Capital Defense Weekly announced "The Death Belt Claims Three." I figured it was my turn to pop off on the death penalty. The following post was inspired by Texas defense lawyer Emmett Harris' editorial comments in the "Voice for the Defense."
In Texas receiving a death sentence for committing capital murder is a good bet. Texas is often at the top of states zealously executing their own citizens. But prosecutors could not obtain the death penalty unless jurors were willing to give it. So why are jurors so willing to sign-off on the death penalty when the State seeks to kill one citizen in exchange for the life of another?
Jurors may believe the death penalty brings a sense of closure to the victim's family? Well, our common human experience demonstrates closure will never occur - no matter what is done in response to the senseless and tragic death of a loved one. That wound is carried forever. Forever those left behind will wonder why. Forever they will struggle with the memory of the meaningless death of someone close and dear to them. Closure is unattainable and some introspection by the juror ought to reveal that truth.
What about deterrence? Isn't that a good reason to sign-off on the death penalty? Well, the death penalty is there but capital murders keep occurring. The death penalty is assessed but capital murders keep occurring. The death penalty is publicized and glamorized but capital murders keep occurring. Jurors know this. They read about the lack of rational basis to believe the death penalty deters crime in anyway. Cassy Stubbs wrote a good article about the deterrence myth here. Nothing holding water yet.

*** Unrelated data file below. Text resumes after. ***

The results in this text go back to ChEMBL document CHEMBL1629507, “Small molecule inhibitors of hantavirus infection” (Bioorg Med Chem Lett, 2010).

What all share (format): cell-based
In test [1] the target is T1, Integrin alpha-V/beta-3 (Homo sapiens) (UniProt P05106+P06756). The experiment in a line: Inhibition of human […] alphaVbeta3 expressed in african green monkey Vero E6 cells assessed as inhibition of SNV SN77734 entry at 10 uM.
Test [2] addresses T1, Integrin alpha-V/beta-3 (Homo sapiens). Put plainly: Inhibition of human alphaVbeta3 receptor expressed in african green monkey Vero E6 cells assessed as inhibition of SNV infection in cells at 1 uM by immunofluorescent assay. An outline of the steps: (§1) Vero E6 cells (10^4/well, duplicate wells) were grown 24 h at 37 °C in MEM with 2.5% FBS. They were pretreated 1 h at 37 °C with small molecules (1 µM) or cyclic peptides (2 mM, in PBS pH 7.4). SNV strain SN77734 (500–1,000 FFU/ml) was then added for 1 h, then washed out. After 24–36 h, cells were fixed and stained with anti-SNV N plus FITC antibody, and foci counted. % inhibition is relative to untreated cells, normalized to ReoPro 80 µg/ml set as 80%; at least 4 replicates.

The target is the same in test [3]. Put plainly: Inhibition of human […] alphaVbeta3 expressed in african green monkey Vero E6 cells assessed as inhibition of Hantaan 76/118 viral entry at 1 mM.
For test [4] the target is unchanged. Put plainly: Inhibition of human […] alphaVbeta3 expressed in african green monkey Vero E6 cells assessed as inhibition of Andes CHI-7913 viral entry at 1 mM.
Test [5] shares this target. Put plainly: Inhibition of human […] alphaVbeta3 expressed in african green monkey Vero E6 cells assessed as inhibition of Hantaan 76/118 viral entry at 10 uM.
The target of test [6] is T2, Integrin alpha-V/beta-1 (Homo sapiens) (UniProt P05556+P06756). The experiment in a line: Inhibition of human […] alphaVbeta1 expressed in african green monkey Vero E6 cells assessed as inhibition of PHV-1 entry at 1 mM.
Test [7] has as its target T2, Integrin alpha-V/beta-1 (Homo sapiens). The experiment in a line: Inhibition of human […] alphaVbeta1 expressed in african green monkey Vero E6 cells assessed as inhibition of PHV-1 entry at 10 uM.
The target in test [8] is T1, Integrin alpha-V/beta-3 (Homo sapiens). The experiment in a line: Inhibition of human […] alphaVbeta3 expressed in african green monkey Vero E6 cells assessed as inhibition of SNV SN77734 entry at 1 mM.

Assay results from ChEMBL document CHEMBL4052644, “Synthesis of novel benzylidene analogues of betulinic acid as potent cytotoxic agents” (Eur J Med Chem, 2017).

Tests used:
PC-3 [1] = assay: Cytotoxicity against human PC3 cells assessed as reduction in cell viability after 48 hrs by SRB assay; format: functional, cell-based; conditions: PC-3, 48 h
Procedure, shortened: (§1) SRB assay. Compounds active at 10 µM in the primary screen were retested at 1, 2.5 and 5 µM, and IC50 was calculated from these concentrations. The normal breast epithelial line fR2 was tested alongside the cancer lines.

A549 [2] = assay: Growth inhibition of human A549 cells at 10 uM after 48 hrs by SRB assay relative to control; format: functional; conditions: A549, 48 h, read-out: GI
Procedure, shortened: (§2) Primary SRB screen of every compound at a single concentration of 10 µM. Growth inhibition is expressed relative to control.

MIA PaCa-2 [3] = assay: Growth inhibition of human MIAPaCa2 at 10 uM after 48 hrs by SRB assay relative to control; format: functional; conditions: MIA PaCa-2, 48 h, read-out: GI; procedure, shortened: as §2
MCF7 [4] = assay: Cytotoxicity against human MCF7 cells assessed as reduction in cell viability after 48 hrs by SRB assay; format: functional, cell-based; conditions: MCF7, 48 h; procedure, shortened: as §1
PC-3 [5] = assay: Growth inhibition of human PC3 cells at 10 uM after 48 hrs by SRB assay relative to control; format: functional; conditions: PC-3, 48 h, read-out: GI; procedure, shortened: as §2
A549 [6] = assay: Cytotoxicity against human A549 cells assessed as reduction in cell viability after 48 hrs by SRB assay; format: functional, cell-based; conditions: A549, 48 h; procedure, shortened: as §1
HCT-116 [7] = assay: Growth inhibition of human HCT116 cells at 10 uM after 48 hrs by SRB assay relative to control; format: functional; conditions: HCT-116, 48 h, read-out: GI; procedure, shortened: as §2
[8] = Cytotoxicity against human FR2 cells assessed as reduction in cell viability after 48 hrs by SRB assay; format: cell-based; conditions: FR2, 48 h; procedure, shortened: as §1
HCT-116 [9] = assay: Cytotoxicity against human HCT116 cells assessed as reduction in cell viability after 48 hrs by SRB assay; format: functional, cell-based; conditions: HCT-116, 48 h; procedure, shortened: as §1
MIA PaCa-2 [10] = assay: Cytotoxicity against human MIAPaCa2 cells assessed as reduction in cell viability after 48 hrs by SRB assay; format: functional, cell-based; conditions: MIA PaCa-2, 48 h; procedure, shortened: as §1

Scripture support for the death penalty is a good argument, isn't it? Not one defense lawyer who's ever tried a death penalty case hasn't heard a prospective juror say "You know the Bible says an eye for an eye." Exodus 21:24; Deut 19:21. But didn't Jesus Christ come to fulfill the law of the Old Testament? Are not these same jurors ignoring what Christ said in Matthew 5:38-39? "Do not resist an evil person. If someone strikes you on the right cheek, turn to him the other also." Are not these same jurors ignoring the Biblical message of God's grace and mercy? Is the Scriptural excuse nothing more than an attempt by jurors to clothe an otherwise motivated desire to kill with credibility?
What is happening? Well, obviously the State is playing upon our natural desire to kill for revenge. In our advanced and "enlightened" society we cannot come up any better solution for one death than causing another one. You see, I agree with Emmett and believe that is who we really are. We are about revenge. When one person dies - another must also die.
We truly do not understand God's grace and mercy. If we did we would not be so quick to sign-off on the death penalty. In Biblical times God often withheld judgment upon the nation of Israel giving them opportunity to repent and turn back to Him in faith. Why can't we do the same as a society? Why are we so quick to judge, so quick to kill? We ought to know better. Our society ought to know better.